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An investigation of patients' motivations for their participation in genetics-related research

Record type: Article

Design: Qualitative interview study.

Participants: Fifty-nine patients with a family history of cancer who attend a regional cancer genetics clinic in the UK were interviewed about their current and previous research experiences.

Findings: Interviewees gave a range of explanations for research participation. These were categorised as (a) social—research participation benefits the wider society by progressing science and improving treatment for everyone; (b) familial—research participation may improve healthcare and benefit current or future generations of the participant’s family; and (c) personal—research participation provides therapeutic or non-therapeutic benefits for oneself.

Conclusions: We discuss the distinction drawn between motives for research participation focused upon self (personal) and others (familial/social), and observe that personal, social and familial motives can be seen as interdependent. For example, research participation that is undertaken to benefit others, particularly relatives, may also offer a number of personal benefits for self, such as enabling participants to feel that they have discharged their social or familial obligations. We argue for the need to move away from simple, static, individualised notions of research participation to a more complex, dynamic and inherently social account.

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Citation

Hallowell, N., Cooke, S., Crawford, G., Lucassen, A., Parker, M. and Snowdon, C. (2010) An investigation of patients' motivations for their participation in genetics-related research Journal of Medical Ethics, 36, (1), pp. 37-45. (doi:10.1136/jme.2009.029264).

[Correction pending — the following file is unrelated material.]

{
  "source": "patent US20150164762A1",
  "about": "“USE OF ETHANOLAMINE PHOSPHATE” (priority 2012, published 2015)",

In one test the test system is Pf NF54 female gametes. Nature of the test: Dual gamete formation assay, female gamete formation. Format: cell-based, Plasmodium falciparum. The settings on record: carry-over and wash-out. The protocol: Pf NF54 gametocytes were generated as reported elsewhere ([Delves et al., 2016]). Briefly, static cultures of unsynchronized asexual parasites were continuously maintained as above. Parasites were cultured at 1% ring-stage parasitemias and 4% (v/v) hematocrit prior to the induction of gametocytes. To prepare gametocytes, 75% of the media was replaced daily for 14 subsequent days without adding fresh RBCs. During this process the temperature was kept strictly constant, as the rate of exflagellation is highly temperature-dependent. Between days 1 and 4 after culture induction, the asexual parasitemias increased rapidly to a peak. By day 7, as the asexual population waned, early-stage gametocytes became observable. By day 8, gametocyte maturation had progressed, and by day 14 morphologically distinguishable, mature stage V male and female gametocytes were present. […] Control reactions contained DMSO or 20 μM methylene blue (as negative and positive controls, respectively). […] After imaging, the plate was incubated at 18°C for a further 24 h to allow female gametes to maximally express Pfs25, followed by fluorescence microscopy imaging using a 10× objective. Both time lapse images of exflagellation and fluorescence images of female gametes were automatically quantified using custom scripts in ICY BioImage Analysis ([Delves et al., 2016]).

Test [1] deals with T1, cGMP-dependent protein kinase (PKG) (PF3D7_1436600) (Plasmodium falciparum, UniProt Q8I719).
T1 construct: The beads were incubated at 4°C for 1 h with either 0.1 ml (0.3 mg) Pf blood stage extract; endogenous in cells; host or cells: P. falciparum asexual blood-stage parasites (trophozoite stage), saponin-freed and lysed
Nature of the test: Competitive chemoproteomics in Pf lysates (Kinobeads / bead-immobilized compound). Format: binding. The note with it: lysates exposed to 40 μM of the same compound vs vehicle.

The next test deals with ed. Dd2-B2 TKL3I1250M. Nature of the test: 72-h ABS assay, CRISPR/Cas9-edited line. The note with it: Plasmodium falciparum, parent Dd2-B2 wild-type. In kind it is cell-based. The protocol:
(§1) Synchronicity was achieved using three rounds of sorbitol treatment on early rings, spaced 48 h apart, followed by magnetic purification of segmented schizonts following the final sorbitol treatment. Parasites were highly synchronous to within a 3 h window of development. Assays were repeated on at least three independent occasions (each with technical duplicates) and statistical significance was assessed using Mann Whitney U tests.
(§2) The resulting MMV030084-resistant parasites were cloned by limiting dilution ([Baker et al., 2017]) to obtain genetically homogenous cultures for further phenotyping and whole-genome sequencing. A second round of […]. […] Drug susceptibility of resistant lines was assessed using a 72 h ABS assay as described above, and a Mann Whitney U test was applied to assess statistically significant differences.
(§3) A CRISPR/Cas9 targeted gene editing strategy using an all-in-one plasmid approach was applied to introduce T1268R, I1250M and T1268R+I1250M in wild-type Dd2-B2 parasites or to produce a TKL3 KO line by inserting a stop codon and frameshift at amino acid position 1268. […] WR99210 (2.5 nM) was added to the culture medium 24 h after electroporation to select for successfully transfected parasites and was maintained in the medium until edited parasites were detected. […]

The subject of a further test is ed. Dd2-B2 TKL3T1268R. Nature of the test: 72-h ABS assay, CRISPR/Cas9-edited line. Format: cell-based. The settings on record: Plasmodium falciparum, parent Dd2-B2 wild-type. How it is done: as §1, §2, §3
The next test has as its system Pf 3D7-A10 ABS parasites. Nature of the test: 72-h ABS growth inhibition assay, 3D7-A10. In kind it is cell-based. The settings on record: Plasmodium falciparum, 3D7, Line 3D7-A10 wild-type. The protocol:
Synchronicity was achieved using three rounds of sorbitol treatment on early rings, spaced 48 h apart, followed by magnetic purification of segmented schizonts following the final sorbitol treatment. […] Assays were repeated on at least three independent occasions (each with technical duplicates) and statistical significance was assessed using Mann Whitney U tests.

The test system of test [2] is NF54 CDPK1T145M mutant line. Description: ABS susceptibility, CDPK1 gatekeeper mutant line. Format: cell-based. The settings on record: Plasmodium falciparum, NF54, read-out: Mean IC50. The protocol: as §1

More information

Published date: January 2010
Additional Information: We discuss the distinction drawn between motives for research participation focused upon self (personal) and others (familial/social), and observe that personal, social and familial motives can be seen as interdependent. For example, research participation that is undertaken to benefit others, particularly relatives, may also offer a number of personal benefits for self, such as enabling participants to feel that they have discharged their social or familial obligations. We argue for the need to move away from simple, static, individualised notions of research participation to a more complex, dynamic and inherently social account.

Identifiers

Local EPrints ID: 183121
URI: http://eprints.soton.ac.uk/id/eprint/183121
ISSN: 1473-4257
PURE UUID: 570b833a-2d72-4483-bc94-ecd1e4a06031

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Date deposited: 28 Apr 2011 14:47
Last modified: 18 Jul 2017 11:56

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Contributors

Author: N. Hallowell
Author: S. Cooke
Author: G. Crawford
Author: A. Lucassen
Author: M. Parker
Author: C. Snowdon

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